Neurobiological models suggest that adolescents are driven by an overactive ventral striatum (VS) response to rewards that may lead to an adolescent increase in risk-taking behavior. However, empirical studies showed mixed findings of adolescents' brain response to rewards. In this study, we aimed to elucidate the relationship between reward-related brain activation and risky decision-making. In addition, we examined effects of age, puberty, and individuals' reward sensitivity. We collected two datasets: Experiment 1 reports cross-sectional brain data from 75 participants (ages 10-25) who played a risky decision task. Experiment 2 presents a longitudinal extension in which a subset of these adolescents (n= 33) was measured again 2. years later. Results showed that (1) a reward-related network including VS and medial PFC was consistently activated over time, (2) the propensity to choose the risky option was related to increased reward-related activation in VS and medial PFC, and (3) longitudinal comparisons indicated that self-reported reward sensitivity was specifically related to VS activation over time. Together, these results advance our insights in the brain circuitry underlying reward processing across adolescence. © 2014.


Schel M.A.,Leiden University | Schel M.A.,Leiden Institute for Brain and Cognition LIBC | Ridderinkhof K.R.,University of Amsterdam | Crone E.A.,Leiden University | Crone E.A.,Leiden Institute for Brain and Cognition LIBC
Developmental Cognitive Neuroscience | Year: 2014

Choosing not to act, or the ability to intentionally inhibit your actions lies at the core of self-control. Even though most research has focused on externally primed inhibition, an important question concerns how intentional inhibition develops. Therefore, in the present study children (aged 10-12) and adults (aged 18-26) performed the marble task, in which they had to choose between acting on and inhibiting a prepotent response, while fMRI data were collected. Intentional inhibition was associated with activation of the fronto-basal ganglia network. Activation in the subthalamic nucleus and dorsal fronto-median cortex, regions which have previously been associated with intentional inhibition, did not differ between intentional inhibition and intentional action. Even though both children and adults intentionally inhibited their actions to a similar extent, children showed more activation in the fronto-basal ganglia network during intentional inhibition, but not in the subthalamic nucleus and dorsal fronto-median cortex. Furthermore, a positive relation between self-reported impulsivity and intentional inhibition was observed. These findings have important implications for our understanding of disorders of impulsivity, such as ADHD, which are associated with poor self-control abilities. © 2014 The Authors. Published by Elsevier Ltd.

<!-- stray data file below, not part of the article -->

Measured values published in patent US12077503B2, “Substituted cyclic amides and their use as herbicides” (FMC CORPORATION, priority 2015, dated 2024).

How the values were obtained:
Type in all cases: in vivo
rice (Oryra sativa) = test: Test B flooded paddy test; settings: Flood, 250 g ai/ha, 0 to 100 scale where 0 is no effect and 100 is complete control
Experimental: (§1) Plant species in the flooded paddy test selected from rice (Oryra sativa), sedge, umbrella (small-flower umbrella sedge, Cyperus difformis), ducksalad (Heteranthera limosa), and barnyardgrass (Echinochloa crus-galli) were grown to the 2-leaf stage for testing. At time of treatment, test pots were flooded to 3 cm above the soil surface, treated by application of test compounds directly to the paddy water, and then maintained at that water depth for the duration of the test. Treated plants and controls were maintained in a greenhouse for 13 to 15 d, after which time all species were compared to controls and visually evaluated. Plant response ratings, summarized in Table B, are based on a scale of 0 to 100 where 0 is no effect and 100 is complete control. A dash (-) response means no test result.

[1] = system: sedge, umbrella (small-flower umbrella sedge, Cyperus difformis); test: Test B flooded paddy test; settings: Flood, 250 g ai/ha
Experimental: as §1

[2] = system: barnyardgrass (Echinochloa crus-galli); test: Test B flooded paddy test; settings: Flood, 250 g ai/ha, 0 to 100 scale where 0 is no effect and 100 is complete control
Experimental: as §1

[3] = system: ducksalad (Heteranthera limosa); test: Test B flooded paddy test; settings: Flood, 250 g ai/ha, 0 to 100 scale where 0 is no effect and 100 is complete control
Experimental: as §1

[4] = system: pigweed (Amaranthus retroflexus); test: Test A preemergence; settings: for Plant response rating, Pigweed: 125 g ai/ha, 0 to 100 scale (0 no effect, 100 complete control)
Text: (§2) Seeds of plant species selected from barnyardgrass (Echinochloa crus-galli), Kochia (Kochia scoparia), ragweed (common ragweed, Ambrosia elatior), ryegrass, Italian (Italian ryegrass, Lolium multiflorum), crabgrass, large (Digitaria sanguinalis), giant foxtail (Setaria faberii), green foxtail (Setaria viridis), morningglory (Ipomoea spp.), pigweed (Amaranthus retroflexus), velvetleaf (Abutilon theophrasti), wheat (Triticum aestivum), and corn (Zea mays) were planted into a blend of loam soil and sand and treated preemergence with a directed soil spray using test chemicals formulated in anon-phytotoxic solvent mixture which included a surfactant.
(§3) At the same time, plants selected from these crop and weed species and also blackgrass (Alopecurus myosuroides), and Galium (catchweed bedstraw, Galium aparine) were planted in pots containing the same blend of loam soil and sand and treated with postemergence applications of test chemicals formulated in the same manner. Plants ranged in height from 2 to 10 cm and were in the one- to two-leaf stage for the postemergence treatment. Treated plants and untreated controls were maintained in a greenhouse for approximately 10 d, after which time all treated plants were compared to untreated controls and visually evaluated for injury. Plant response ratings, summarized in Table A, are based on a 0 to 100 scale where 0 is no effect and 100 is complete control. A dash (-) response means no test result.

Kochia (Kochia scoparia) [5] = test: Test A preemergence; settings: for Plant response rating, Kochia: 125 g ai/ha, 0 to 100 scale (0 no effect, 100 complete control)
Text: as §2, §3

van Peer J.M.,Leiden University | Spinhoven P.,Leiden University | Roelofs K.,Leiden University | Roelofs K.,Leiden Institute for Brain and Cognition LIBC
Psychoneuroendocrinology | Year: 2010

The stress hormone cortisol is important for the regulation of social motivational processes. High cortisol levels have been associated with social fear and avoidance, which play an important role in social anxiety disorder (SAD), as does hypervigilant processing of social threat. However, causal effects of cortisol on threat processing in SAD remain unclear. In an event-related potential (ERP) study we investigated the effects of cortisol on task-irrelevant (implicit) processing of social threat in SAD, exploring the temporal dynamics as well as the role of symptom severity and stimulus awareness. Angry face processing was measured in participants with clinical SAD after double-blind, within-subject oral administration of cortisol (50 mg) and placebo, using a masked and an unmasked emotional Stroop task. Both tasks showed significantly increased P2 midline ERP amplitudes for angry compared to neutral and happy faces in the placebo condition, reflecting an early attentional bias for social threat in SAD. Furthermore, cortisol administration significantly decreased P2 amplitudes for masked angry faces. This effect correlated with social anxiety, showing stronger decreases in patients with higher levels of social anxiety. These results indicate a highly specific effect of cortisol on early motivated attention to social threat and, together with previous findings, highlight the importance of motivational context (stimulus- or task-relevance) as well as symptom severity. © 2009 Elsevier Ltd. All rights reserved.


Timmer K.,Leiden University | Timmer K.,Leiden Institute for Brain and Cognition LIBC | Schiller N.O.,Leiden University | Schiller N.O.,Leiden Institute for Brain and Cognition LIBC
Brain Research | Year: 2012

This study investigated the role of orthographic and phonological information in reading aloud. Dutch-English bilinguals (L2) and native English (L1) participants read aloud English words. The contribution of orthographic and phonological activation was distinguished with prime manipulation. Phonological overlap, but not orthographic overlap, facilitated the response latencies for both English L1 and L2 speakers. In contrast, event-related brain potentials also revealed orthographic priming for both groups. Altogether, the present results demonstrate that late L2 speakers exhibit a Masked Onset Priming Effect similar to that of native speakers. In addition, the ERP results revealed that orthographic information is activated earlier during reading, but is not detectable anymore at the behavioral response level when the task is reading aloud. © 2012 Elsevier B.V.